Grae's Rating:

2.5

Sic semper bore-annis.

Grae's currently on vacation in an exotic land until the end of April. Subbing for her is fellow MDC writer Alonso Duralde. Follow him on Twitter at @ADuralde.

Who's In It: James McAvoy, Robin Wright, Kevin Kline, Evan Rachel Wood, Tom Wilkinson, Justin Long, Danny Huston, Alexis Bledel, Colm Meaney.

The Basics: Frederick Aiken (McAvoy), a young attorney and Civil War veteran (for the Union side) is tasked with defending boarding-house keeper Mary Surratt (Wright), the only woman among the group of accused conspirators in the plot to assassinate President Abraham Lincoln. Secretary of War Edwin Stanton (Kline), feeling that the fragile, war-weary Union needs a speedy resolution to the proceedings, stacks the deck by trying the conspirators in military court and suspending many of their rights to a fair trial. Aiken plods along with the case, knowing the odds are against him and over the objection of his fiancée (Bledel) and peers, in the hopes that he can spare his client from the gallows.

What's The Deal: It's like someone handed screenwriter James D. Solomon and director Robert Redford a gong marked "Guantanamo Bay" so they could strike it over and over for two hours. And yes, the parallels between the current strain of anti-Muslim hysteria (and the government's willingness to throw the Constitution out the window for political expediency) and these true events of the late 19th century are interesting, but a narrative film can't just be about history repeating itself. You need three-dimensional characters and a compelling story. Instead, we get stick figures (they should just wear placards that say "Concerned," "Stoic," "Best Friend," "Devious," and the like) and a not-particularly-compelling courtroom drama. Redford has assembled a fine cast of actors, but they've been given nothing to do.

Mr. Redford, I Have Western Union On Line One: This makes two movies in a row where director Redford climbs on a soapbox and lectures his audience -- remember Lions for Lambs and its lengthy diatribes about the war in Afghanistan? Even if you agree with Mr. Redford's political opinions, it doesn't make these polemic, droning movies any more fun to watch. His activism work off-screen on behalf of the environment and other causes close to his heart is unimpeachable, but when he brings those interests to work, the results tend to be preachy and screechy.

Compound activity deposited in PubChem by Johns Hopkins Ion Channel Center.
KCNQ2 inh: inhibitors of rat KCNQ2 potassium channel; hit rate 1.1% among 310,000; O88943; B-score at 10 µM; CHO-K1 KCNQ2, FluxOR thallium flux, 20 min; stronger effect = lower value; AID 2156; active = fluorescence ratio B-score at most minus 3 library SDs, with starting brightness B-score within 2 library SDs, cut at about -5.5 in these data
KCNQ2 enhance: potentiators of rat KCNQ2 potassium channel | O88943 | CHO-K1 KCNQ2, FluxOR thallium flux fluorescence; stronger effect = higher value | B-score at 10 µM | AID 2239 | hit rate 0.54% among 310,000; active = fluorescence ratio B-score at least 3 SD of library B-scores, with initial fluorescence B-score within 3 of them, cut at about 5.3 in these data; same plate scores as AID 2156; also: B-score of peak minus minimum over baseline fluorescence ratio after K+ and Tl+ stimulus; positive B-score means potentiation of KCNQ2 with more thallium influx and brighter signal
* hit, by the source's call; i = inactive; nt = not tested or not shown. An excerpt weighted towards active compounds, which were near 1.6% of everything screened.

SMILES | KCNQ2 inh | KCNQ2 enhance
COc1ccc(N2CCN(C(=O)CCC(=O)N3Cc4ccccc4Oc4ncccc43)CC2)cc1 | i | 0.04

Is That A Mustache, Or Did You Have Anchovies For Lunch?: Don't be surprised if you can't tear your eyes away from Justin Long's mustache -- it has to rank as one of the fakest-looking pieces of facial hair in the history of cinema. Most of the rest of the performers, however, bear their muttonchops well; in fact, don't be surprised if you don't recognize young actors like Johnny Simmons ("Young Neil" from Scott Pilgrim vs. the World), Jonathan Groff (Glee), and Norman Reedus (The Boondock Saints) under all that fuzz.

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Comments (6)

Don Swedo - 4-17-2011 5:23 PM
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if you love history you will love this movie . I was fortunate enough to watch this movie in New York at a special screening . Present were all the historian's involved in the making of this movie . After the movie they formed a panel on the stage and answered many questions from the audience . I can assure you that there are no political undertones in this movie . It was a breath of fresh air . Finally someone had the guts to show real life is truly more fascinating then fiction . the acting was incredible,

Thomas Jackson - 4-17-2011 6:31 PM
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This movie would have played out the same with or without 9/11. Bad review of a very credible movie.

Joe DiMaggio - 4-18-2011 1:33 AM
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The negative review Is grossly unfair. Yeah, it's not reality TV or a product of the horror genre, but it tries to tell a a factual story from the standpoint of the suspension of one's constitution rights and hoe hysteria can lead to unfair justice. Here, Serrat is the personification of that deprivation and her hanging was the result of hysteria. Not for the "knocked up" crowd, although a little education might not hurt them. And if you go on about prosletyzing, then what about Rob Reiner? Everything he writes is an ultra left wing grace.

Charlie - 4-18-2011 11:24 AM
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There's an agenda here, but it's not the director or writer, it's the film critic. This film has been on the boards for almost 20 years. The Civil War Sesquicentennial is an appropriate time to release it! Find another career Grae

Doug - 4-21-2011 6:54 PM
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Your review, sir, is proof that those who have forgotten history are deemed to repeat it. Regardless of what has happened in the 20th and 21st centuries, this actually happened in 1865. Try, just for a minute, not to view the movie thought your bias for what happened since 9/11. I will agree that this kind of movie really appeals to those with an interest in the history of the US, but hopefully this kind of movie will actually rekindle an interest in US history in others. For that, it was worth making.

GCC - 5-01-2011 10:40 AM
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If anyone has read (not watched about) even a fraction of the REAL history around this story, they would know that Mary Surratt was completely guilty. Redford, once again, is using his bully pulpit and wealth to feed Americans HIS version of history and his politics. Very tiresome...

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